Things you need to know
When you are at the podium to present your clause/resolution/speech, the use of personal pronouns such as ‘I’ and ‘you’ are not permitted. Instead the term ‘the delegate of’ is used. Always remember to refer to yourself as the third person!
‘We’ is used when referring to you and your allies.
During debate, ‘direct dialogue’ is discouraged between delegates, i.e. delegates are not allowed to speak directly with each other. Instead, delegates are encouraged to pass notes on special paper provided, through the Admins. Or, the delegates must communicate through the Chair presiding over the debate. This is to ensure that respect is given to the speaker at the podium.
What you need to wear
MUN aims to simulate the United Nations. Therefore it follows a strict dress code.
For boys, a full suit complete with a tie, along with a pair of formal shoes is required.
For girls, they can either wear a formal dress or a skirt ( both must be knee- length) or formal pants with a blazer, as well as a formal pair of shoes.
It is important to note that jeans, T-Shirts and sneakers are not acceptable clothing options.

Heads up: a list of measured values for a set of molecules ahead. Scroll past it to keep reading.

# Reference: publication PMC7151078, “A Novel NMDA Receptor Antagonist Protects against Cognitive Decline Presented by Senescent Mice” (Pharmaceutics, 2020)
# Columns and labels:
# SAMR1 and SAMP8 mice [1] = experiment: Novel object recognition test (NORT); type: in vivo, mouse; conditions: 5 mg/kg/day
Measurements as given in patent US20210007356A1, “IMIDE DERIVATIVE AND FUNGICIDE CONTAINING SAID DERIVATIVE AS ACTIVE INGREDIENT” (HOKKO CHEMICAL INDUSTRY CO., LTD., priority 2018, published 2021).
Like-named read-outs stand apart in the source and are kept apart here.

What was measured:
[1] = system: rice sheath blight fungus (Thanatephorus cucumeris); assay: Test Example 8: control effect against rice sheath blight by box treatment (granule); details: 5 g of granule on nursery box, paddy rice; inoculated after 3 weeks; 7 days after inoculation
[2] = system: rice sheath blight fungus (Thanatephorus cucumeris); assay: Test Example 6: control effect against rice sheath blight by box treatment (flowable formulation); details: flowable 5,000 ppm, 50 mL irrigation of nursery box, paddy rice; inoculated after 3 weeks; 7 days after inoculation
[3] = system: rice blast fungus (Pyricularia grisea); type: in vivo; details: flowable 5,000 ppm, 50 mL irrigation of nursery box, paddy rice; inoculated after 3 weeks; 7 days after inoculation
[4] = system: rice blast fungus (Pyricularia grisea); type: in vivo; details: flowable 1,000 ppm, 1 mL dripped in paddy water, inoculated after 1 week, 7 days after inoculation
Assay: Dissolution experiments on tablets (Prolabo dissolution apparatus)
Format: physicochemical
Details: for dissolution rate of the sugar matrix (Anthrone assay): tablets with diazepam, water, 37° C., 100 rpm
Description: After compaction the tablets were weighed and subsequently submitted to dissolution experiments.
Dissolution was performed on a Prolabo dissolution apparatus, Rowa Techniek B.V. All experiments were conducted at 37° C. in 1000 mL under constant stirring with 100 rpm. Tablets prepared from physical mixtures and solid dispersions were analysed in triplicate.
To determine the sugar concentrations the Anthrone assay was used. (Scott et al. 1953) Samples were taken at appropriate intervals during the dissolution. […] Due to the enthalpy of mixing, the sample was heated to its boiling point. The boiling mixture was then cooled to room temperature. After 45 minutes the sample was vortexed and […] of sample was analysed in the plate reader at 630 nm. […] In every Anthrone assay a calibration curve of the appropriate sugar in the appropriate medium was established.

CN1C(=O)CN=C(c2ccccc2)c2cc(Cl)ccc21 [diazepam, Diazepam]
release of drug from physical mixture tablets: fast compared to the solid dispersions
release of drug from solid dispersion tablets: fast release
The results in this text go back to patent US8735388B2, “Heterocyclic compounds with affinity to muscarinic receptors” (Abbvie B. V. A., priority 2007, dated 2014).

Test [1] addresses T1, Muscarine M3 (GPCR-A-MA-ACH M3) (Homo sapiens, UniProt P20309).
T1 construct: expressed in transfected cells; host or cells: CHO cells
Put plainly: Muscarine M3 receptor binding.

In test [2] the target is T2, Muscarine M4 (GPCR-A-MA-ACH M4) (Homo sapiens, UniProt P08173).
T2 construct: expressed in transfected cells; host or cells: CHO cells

It is mandatory for delegates to put on their blazer when speaking at the podium.
Terms Used in Debate
When the debate commences, the chairs will do a ‘roll call’. This is to ensure all delegates are present. It’s easy; raise your placard and say ‘present’.
Points of Information
Points of Information essentially means questions. After a speaker has made their speech presenting their clause, amendment etc., the Chair will confirm with the speaker, “Is the delegate open to any points of information?”. If the speaker answers ‘Yes’, then delegates from the audience can ask a question.
The speaker can choose how many Points of Information they wish to receive. If the speaker doesn’t mind the number, the phrase is “any and all”, i.e. any and all points of information.
When a clause is presented, amendments can be made. Should you require to make changes to a clause, you may simply submit it on an amendment paper to the chairs. The amendment will then be debated and voted on.